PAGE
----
Hit this up for: Eco-friendly and versatile wardrobe staples.   Who’s behind it: Set up in 2017, Esse The Label is the brainchild of designer Alicia Tsi who left her full-time job to pursue a ready-to-wear brand that specialised in quality, long-lasting investment pieces that merge conscious design with style.   What: As a means of championing sustainability, the brand also practices a seasonless approach to its designs. Known primarily for their versatile separates – most of which can be worn multiple ways – one can expect items like linen crop tops and overalls, organic cotton maxi dresses and drawstring capris. Other eco-friendly materials used include pro-viscose and Tencel.   What’s next: In an effort to implement a more transparent business model, Esse The Label will be spotlighting the factories that produce all their products. The brand is also aiming for zero waste through the launch of a recycling initiative that will encourage customers to donate items they don’t need.   Shop it here 8. Esse The Label
Hit this up for: Eco-friendly and versatile wardrobe staples.   Who’s behind it: Set up in 2017, Esse The Label is the brainchild of designer Alicia Tsi who left her full-time job to pursue a ready-to-wear brand that specialised in quality, long-lasting investment pieces that merge conscious design with style.   What: As a means of championing sustainability, the brand also practices a seasonless approach to its designs. Known primarily for their versatile separates – most of which can be worn multiple ways – one can expect items like linen crop tops and overalls, organic cotton maxi dresses and drawstring capris. Other eco-friendly materials used include pro-viscose and Tencel.   What’s next: In an effort to implement a more transparent business model, Esse The Label will be spotlighting the factories that produce all their products. The brand is also aiming for zero waste through the launch of a recycling initiative that will encourage customers to donate items they don’t need.   Shop it here 8. Esse The Label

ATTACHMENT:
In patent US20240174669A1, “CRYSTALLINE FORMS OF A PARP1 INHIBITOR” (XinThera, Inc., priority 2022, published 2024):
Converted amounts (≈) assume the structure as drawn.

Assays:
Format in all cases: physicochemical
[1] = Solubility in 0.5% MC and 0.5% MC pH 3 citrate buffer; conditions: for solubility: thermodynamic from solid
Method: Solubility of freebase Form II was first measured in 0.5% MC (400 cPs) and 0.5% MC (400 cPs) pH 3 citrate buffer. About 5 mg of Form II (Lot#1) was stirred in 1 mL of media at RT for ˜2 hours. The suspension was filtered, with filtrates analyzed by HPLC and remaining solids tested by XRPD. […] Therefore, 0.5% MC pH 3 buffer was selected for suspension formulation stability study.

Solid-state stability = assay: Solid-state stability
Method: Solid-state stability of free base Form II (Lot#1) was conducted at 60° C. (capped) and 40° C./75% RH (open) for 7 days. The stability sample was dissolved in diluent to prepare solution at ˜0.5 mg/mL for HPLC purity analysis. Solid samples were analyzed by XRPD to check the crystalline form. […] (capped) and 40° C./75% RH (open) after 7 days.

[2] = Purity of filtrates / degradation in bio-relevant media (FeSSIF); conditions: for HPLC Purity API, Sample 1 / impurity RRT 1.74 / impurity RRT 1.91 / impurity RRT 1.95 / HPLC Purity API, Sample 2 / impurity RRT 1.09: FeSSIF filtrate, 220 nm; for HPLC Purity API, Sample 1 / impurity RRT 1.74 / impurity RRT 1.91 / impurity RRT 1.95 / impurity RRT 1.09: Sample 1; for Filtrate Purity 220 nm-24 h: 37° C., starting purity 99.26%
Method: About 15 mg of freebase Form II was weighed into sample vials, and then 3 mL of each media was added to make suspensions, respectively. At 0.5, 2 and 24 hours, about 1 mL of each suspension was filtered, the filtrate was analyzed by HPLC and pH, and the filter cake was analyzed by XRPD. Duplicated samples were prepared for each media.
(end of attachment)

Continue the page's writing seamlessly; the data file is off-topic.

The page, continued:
Hit this up for: Eco-friendly and versatile wardrobe staples.   Who’s behind it: Set up in 2017, Esse The Label is the brainchild of designer Alicia Tsi who left her full-time job to pursue a ready-to-wear brand that specialised in quality, long-lasting investment pieces that merge conscious design with style.   What: As a means of championing sustainability, the brand also practices a seasonless approach to its designs. Known primarily for their versatile separates – most of which can be worn multiple ways – one can expect items like linen crop tops and overalls, organic cotton maxi dresses and drawstring capris. Other eco-friendly materials used include pro-viscose and Tencel.   What’s next: In an effort to implement a more transparent business model, Esse The Label will be spotlighting the factories that produce all their products. The brand is also aiming for zero waste through the launch of a recycling initiative that will encourage customers to donate items they don’t need.   Shop it here 9. Biro